I have cited above two examples of cyber-terrorism, which are not extreme cases. Extremely, a cybercriminal destroys properties such as your email and websites to cause a direct loss to the victim of the cyberattack.
Corporate Houses use pirates to ease competition with rivals. They hire talented hackers to break into their rivals' networks in order to get the information they want. It's all about knowing the plans of their rivals. An example would be a company hired by a hacker who would compete with his rival to find the details of a call for tenders in order to create a better one before submitting it. Most of them do not care if it's a hacking white hat or black, as long as the attempts bear fruit.
Cybercrime supported by the state
These are hackers who work for the government. They commit cyber crimes, but do not go to jail because they enjoy state immunity. They work for different governments. Most of their work is geared towards spying on important people.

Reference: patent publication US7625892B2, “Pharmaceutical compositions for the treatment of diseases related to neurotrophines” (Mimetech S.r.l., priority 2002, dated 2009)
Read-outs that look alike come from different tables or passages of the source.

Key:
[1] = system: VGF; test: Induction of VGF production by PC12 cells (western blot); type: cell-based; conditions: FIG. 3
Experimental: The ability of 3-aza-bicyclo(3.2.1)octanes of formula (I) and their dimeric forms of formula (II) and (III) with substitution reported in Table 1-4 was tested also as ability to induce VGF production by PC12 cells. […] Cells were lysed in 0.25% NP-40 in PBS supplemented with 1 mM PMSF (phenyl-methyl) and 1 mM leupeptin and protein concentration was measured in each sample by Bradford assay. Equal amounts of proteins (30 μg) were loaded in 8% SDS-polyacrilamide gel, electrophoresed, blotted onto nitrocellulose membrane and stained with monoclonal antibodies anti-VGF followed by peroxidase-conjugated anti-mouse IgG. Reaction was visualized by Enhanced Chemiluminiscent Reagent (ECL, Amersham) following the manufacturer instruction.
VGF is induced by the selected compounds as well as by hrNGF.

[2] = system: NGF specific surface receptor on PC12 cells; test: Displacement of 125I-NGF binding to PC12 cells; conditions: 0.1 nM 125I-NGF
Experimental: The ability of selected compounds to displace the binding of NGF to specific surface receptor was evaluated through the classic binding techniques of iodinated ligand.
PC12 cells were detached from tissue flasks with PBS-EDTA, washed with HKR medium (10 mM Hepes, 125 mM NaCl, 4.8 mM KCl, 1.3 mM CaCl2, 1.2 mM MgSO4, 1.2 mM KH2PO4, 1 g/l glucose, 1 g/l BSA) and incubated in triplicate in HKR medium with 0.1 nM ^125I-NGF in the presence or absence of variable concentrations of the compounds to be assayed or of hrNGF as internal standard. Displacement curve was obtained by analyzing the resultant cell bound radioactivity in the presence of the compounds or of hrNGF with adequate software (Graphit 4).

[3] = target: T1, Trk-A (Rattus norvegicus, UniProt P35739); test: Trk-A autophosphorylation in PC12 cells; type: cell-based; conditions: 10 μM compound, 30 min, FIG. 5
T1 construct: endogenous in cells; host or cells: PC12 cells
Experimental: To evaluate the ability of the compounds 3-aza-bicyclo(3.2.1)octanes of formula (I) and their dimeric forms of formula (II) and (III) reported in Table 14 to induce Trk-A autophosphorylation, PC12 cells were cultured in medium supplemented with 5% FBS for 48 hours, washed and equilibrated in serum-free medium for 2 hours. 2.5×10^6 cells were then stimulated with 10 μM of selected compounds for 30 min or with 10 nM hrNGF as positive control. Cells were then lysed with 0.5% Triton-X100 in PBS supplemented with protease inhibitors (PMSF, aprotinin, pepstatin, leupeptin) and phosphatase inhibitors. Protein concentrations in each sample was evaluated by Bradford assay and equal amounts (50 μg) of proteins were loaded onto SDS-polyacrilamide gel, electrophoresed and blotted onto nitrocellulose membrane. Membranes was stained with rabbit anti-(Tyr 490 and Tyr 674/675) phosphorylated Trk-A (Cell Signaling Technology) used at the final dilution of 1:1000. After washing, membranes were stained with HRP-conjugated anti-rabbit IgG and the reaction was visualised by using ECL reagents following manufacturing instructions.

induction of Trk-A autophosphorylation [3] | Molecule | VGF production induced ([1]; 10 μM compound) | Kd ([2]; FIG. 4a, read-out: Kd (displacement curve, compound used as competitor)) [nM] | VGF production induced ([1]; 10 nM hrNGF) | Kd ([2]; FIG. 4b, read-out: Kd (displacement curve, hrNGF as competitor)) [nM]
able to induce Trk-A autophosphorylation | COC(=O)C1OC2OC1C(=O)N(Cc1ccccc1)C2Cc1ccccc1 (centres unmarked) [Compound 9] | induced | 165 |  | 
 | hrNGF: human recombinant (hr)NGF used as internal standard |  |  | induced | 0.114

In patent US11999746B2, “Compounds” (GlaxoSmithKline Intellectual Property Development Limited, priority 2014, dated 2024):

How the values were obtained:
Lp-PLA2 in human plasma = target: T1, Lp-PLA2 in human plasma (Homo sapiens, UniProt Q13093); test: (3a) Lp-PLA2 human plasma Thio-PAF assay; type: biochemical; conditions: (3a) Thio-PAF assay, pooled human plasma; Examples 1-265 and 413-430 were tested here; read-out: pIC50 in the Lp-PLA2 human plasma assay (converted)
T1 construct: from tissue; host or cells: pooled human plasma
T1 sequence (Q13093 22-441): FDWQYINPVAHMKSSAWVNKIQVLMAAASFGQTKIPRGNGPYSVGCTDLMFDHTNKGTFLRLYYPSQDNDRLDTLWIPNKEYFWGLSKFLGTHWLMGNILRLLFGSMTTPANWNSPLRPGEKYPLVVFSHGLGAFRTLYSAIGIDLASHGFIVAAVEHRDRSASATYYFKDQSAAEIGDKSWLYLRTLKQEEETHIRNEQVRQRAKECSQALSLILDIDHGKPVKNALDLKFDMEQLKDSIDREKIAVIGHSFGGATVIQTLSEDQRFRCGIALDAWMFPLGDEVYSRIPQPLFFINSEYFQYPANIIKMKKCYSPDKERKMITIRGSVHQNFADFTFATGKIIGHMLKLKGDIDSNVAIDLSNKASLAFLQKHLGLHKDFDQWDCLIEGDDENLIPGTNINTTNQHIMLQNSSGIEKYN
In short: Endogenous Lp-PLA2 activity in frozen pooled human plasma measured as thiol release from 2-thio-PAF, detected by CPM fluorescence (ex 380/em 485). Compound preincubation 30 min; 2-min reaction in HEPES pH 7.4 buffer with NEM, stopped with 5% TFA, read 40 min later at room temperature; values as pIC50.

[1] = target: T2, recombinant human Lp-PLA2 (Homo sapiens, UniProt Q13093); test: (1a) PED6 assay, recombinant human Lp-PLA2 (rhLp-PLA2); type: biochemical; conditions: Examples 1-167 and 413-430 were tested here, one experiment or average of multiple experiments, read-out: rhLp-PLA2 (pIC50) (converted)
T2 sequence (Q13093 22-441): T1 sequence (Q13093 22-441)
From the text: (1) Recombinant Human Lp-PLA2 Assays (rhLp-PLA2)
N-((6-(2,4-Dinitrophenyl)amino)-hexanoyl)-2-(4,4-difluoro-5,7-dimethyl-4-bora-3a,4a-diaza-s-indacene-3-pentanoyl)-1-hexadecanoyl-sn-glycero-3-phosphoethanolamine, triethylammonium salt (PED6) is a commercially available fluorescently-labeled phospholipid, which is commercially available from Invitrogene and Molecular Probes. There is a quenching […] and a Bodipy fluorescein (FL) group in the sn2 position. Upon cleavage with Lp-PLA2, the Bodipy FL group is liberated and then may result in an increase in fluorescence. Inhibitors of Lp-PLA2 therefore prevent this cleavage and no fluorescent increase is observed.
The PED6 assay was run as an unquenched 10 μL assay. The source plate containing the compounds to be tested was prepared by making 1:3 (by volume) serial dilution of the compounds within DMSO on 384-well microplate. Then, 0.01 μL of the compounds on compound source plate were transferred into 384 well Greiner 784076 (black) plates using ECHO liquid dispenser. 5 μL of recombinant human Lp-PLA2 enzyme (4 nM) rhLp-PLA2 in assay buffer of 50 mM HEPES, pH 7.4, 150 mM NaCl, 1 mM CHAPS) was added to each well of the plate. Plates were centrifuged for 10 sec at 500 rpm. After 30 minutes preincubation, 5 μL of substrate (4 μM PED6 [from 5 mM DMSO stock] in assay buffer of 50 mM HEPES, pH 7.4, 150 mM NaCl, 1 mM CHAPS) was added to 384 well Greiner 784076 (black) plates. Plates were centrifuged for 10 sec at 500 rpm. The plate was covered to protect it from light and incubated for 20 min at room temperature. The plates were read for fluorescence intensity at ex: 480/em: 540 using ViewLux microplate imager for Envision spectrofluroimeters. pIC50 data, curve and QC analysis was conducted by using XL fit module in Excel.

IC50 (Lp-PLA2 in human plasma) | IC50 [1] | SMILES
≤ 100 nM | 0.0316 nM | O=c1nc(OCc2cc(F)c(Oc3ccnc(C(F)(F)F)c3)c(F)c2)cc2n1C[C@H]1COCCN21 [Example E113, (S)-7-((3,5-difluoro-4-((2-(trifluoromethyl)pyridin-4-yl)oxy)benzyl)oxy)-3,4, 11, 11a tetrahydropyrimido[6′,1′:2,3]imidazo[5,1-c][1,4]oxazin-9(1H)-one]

They also attack websites in other countries and hack their servers for information. Everything is organized. The state hires hackers known for their skills. They then use these hackers to achieve their goal: legal or illegal.
An example of state-sponsored cybercrime could be the use of essential services from other countries. They can hack into the electricity department's network and cut down the entire network so that people stay off electricity for several days.